Nathaniel Schultz | Opinion Columnist

The Academic Senate needs to pull itself together.

Part of the intention of their most recent meeting, which took place on March 29, 2017, was to discuss and vote to amend the resolution titled “Inclusive Training and Funds” that passed at the Feb. 16 senate meeting. In fact, the resolution was nearly the only thing discussed during the meeting. This resolution made the diversity training workshop (GUIDE) mandatory for all faculty. The second part, which states that severe sanctions would be enforced against faculty members that do not attend GUIDE, is a major point of contention amongst faculty.

There was even, it seems, confusion amongst some of the senators themselves as to what exactly was being voted upon in the February resolution. (Why was something voted upon that wasn’t fully discussed? And why did some of the senators vote on something they didn’t fully understand?)

These sanctions seem very drastic and severe for not attending a diversity training. I would argue that instituting sanctions of this level would not make any professor who already does not go for X, Y, Z reason want to go to learn the skills the training is supposed to give them. Rather, this would only make it so the professor would endure the training that they think is pointless, and they won’t bring it into the classroom.

Senator Lisa Manter brought up a petition to amend the “Inclusive Training and Funds” resolution. This petition asks for a task force to make recommendations to the Academic Senate on how to address the concerns regarding the GUIDE from effectiveness, attendance, and faculty concerns of pressured disclosure of private matters, etc.

I like the idea of a task force to check out the effectiveness of the diversity trainings. This makes some sort of sense. However, it is unclear how the six faculty will be chosen and how exactly the task force shall run itself in its deliberations. Does the task force as a group make recommendations? Do they need to be unanimous to make the recommendations? Or shall it be a majority vote amongst the task force that will determine what the recommendations shall be? If the last point is true, there needs to be an odd number to break ties (which is common sense). Or will they be heard from individually as to what they think should be done? I also don’t think it is a good idea to have three out the six be from the same subject field.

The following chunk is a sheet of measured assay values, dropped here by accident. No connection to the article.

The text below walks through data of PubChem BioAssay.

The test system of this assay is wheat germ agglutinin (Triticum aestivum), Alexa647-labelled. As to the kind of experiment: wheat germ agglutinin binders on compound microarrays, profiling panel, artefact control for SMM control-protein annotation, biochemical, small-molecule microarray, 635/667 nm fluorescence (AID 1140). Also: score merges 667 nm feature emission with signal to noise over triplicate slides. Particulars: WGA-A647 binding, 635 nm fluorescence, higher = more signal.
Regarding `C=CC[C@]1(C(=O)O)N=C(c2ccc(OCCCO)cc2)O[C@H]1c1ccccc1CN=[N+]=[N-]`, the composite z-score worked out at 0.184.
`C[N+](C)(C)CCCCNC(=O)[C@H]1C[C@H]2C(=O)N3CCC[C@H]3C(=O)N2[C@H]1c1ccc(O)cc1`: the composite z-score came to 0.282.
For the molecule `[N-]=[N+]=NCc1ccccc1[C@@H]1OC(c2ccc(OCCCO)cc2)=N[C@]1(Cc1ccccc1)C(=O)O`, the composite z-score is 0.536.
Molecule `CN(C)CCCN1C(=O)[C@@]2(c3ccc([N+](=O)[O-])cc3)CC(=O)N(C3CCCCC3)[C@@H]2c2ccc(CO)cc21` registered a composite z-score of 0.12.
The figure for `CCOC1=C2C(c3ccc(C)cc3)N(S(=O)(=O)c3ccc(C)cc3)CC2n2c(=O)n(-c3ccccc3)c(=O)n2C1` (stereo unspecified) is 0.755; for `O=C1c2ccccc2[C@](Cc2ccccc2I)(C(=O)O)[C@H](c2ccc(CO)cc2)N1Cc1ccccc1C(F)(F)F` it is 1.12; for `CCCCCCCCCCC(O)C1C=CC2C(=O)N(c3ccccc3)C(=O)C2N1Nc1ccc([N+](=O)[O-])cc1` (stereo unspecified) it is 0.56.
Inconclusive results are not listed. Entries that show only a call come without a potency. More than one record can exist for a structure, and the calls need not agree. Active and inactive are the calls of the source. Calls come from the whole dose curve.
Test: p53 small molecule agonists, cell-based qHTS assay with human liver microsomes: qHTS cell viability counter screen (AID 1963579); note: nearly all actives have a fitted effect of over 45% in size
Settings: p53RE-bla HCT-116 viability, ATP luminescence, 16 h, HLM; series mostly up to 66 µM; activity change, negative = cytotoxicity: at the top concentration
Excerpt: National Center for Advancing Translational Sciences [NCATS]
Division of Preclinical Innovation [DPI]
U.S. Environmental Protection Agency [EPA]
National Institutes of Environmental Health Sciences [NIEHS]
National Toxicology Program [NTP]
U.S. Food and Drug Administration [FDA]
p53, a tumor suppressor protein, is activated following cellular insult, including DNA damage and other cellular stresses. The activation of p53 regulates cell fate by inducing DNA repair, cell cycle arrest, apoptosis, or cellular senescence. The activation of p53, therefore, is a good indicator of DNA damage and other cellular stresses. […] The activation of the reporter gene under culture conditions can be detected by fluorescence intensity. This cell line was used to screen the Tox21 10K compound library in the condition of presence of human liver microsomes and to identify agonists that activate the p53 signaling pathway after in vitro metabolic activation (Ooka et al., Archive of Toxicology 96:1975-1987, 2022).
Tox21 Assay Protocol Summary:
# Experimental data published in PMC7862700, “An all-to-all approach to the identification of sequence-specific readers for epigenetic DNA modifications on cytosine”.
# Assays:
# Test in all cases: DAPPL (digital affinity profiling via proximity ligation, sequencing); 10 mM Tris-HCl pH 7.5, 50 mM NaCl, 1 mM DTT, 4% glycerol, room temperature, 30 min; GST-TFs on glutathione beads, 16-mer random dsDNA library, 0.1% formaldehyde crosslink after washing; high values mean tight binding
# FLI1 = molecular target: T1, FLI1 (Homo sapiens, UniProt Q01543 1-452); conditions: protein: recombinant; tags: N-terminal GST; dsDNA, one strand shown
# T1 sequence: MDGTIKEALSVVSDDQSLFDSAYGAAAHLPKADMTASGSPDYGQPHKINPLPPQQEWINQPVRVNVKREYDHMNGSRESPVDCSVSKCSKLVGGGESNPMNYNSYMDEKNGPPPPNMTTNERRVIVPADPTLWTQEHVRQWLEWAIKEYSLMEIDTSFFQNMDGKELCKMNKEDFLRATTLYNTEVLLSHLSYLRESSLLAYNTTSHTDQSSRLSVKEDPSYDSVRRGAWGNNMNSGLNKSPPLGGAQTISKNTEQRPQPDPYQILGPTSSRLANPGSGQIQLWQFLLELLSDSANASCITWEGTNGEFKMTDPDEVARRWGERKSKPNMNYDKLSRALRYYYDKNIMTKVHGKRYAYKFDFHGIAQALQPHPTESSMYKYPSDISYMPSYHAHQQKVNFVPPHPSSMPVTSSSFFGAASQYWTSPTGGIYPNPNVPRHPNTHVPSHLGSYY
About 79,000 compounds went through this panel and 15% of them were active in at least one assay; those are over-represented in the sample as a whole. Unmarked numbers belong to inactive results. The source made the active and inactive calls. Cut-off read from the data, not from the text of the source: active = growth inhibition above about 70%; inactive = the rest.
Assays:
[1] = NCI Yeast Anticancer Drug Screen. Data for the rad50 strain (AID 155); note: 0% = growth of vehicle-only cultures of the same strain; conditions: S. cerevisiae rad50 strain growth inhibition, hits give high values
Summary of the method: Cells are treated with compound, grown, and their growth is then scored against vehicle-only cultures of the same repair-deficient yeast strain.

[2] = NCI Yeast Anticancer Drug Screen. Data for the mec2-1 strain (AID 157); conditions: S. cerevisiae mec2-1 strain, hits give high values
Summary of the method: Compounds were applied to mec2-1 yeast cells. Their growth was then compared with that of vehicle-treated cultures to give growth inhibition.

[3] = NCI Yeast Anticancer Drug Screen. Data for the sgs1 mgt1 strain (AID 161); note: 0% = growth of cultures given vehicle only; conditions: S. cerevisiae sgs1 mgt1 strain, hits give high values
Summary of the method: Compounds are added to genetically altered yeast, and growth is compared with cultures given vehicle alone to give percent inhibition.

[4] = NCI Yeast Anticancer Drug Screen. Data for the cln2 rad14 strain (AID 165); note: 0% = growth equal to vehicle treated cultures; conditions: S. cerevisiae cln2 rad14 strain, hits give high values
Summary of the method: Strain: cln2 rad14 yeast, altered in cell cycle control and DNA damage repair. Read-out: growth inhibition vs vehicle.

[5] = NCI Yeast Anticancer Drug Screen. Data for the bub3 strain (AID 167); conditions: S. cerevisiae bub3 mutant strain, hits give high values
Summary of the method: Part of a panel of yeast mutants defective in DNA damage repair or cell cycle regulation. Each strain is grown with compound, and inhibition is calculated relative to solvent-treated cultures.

While the amendment was  tabled for a discussion separate from the first two amendments that make a task force and set its purpose, it does seem like a good notion to have a suspension of sanctions until the task force can deem them necessary or not for attendance. This was the third part of the amendment petition that has the task force and will be discussed next meeting whether there should be a suspension of sanctions.

Senator Tomas Gomez-Arias proposed three amendments to this petition before discussion started. Two were discussed and ultimately passed: the task force is to be created by the end of the year, and it is to make its recommendations by the end of next academic year. These two amendments were talked about for most of the time, which was ridiculous. If it becomes apparent that the task force will be created, even if you were originally against the creation of the task force, it should have a deadline for its creation and its recommendations. The conversation should have been limited to just these topics, and yet even when Senator Gomez-Arias made a proposal to limited discussion, it was rejected by vote of the senate. By opening the conversation to topics that did not include the amendments nothing really got done.

In the end, the petition was passed 6-3. Therefore, the task force was created.

I have to say that, as one who has never been to an Academic Senate meeting before, my first impression is that of disbelief. The meeting went horribly. The order of the meeting was not ordered at all, the discussion was fruitless, since there was no listening to what was actually said, and it seemed to get very personal towards the end as those in attendance started to insult one another. This makes me think that perhaps the problems that this diversity training is supposed to help fix could actually be fixed if the College hired faculty that knew how to run a discussion, since a majority of the speakers did not seem to know how one works.

Nathaniel Schultz is one of  five new columnists featured in the Opinion Section. He’s double majoring in Integral and Theology and Religious Studies. He hails from Fresno, California and enjoys listening to music, especially 90’s hip-hop. Nathan’s songs of the week include “Party in the USA” by Miley Cyrus and Mack Down by Sage the Gemini.

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